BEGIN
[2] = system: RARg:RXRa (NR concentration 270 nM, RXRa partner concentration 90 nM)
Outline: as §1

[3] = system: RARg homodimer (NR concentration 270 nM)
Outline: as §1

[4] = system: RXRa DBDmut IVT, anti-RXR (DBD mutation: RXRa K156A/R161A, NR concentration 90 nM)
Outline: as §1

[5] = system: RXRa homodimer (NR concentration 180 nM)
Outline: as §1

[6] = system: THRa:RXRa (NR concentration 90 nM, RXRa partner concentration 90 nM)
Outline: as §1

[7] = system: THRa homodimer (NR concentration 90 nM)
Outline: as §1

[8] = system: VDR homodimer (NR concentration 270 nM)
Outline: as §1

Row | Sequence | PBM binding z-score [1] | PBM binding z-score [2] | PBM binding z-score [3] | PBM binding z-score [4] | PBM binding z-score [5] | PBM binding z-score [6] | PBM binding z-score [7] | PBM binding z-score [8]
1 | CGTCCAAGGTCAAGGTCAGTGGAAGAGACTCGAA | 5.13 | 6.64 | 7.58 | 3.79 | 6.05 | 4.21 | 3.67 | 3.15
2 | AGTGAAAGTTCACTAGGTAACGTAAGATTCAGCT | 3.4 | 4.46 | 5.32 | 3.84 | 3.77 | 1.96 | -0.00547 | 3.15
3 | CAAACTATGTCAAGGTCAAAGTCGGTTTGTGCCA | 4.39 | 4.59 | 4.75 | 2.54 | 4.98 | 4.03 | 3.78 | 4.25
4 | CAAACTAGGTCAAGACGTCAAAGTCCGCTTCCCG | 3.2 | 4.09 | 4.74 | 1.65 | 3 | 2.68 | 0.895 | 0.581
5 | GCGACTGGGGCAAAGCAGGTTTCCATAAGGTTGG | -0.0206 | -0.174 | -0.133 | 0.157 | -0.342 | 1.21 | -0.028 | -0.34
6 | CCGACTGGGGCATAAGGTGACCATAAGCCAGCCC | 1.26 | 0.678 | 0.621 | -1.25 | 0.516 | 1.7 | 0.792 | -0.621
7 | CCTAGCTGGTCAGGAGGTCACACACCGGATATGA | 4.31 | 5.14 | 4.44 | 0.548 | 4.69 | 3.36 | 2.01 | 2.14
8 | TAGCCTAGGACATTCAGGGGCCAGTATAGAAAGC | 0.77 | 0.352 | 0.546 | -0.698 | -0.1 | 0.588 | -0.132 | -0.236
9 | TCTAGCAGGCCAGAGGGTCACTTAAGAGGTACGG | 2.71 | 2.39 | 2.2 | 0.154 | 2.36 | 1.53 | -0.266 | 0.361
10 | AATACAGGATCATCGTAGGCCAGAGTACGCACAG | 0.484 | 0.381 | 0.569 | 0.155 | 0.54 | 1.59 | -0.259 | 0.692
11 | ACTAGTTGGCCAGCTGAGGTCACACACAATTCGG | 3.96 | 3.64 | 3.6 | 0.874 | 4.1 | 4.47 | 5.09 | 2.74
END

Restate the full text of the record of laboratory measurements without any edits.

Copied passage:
[2] = system: RARg:RXRa (NR concentration 270 nM, RXRa partner concentration 90 nM)
Outline: as §1

[3] = system: RARg homodimer (NR concentration 270 nM)
Outline: as §1

[4] = system: RXRa DBDmut IVT, anti-RXR (DBD mutation: RXRa K156A/R161A, NR concentration 90 nM)
Outline: as §1

[5] = system: RXRa homodimer (NR concentration 180 nM)
Outline: as §1

[6] = system: THRa:RXRa (NR concentration 90 nM, RXRa partner concentration 90 nM)
Outline: as §1

[7] = system: THRa homodimer (NR concentration 90 nM)
Outline: as §1

[8] = system: VDR homodimer (NR concentration 270 nM)
Outline: as §1

Row | Sequence | PBM binding z-score [1] | PBM binding z-score [2] | PBM binding z-score [3] | PBM binding z-score [4] | PBM binding z-score [5] | PBM binding z-score [6] | PBM binding z-score [7] | PBM binding z-score [8]
1 | CGTCCAAGGTCAAGGTCAGTGGAAGAGACTCGAA | 5.13 | 6.64 | 7.58 | 3.79 | 6.05 | 4.21 | 3.67 | 3.15
2 | AGTGAAAGTTCACTAGGTAACGTAAGATTCAGCT | 3.4 | 4.46 | 5.32 | 3.84 | 3.77 | 1.96 | -0.00547 | 3.15
3 | CAAACTATGTCAAGGTCAAAGTCGGTTTGTGCCA | 4.39 | 4.59 | 4.75 | 2.54 | 4.98 | 4.03 | 3.78 | 4.25
4 | CAAACTAGGTCAAGACGTCAAAGTCCGCTTCCCG | 3.2 | 4.09 | 4.74 | 1.65 | 3 | 2.68 | 0.895 | 0.581
5 | GCGACTGGGGCAAAGCAGGTTTCCATAAGGTTGG | -0.0206 | -0.174 | -0.133 | 0.157 | -0.342 | 1.21 | -0.028 | -0.34
6 | CCGACTGGGGCATAAGGTGACCATAAGCCAGCCC | 1.26 | 0.678 | 0.621 | -1.25 | 0.516 | 1.7 | 0.792 | -0.621
7 | CCTAGCTGGTCAGGAGGTCACACACCGGATATGA | 4.31 | 5.14 | 4.44 | 0.548 | 4.69 | 3.36 | 2.01 | 2.14
8 | TAGCCTAGGACATTCAGGGGCCAGTATAGAAAGC | 0.77 | 0.352 | 0.546 | -0.698 | -0.1 | 0.588 | -0.132 | -0.236
9 | TCTAGCAGGCCAGAGGGTCACTTAAGAGGTACGG | 2.71 | 2.39 | 2.2 | 0.154 | 2.36 | 1.53 | -0.266 | 0.361
10 | AATACAGGATCATCGTAGGCCAGAGTACGCACAG | 0.484 | 0.381 | 0.569 | 0.155 | 0.54 | 1.59 | -0.259 | 0.692
11 | ACTAGTTGGCCAGCTGAGGTCACACACAATTCGG | 3.96 | 3.64 | 3.6 | 0.874 | 4.1 | 4.47 | 5.09 | 2.74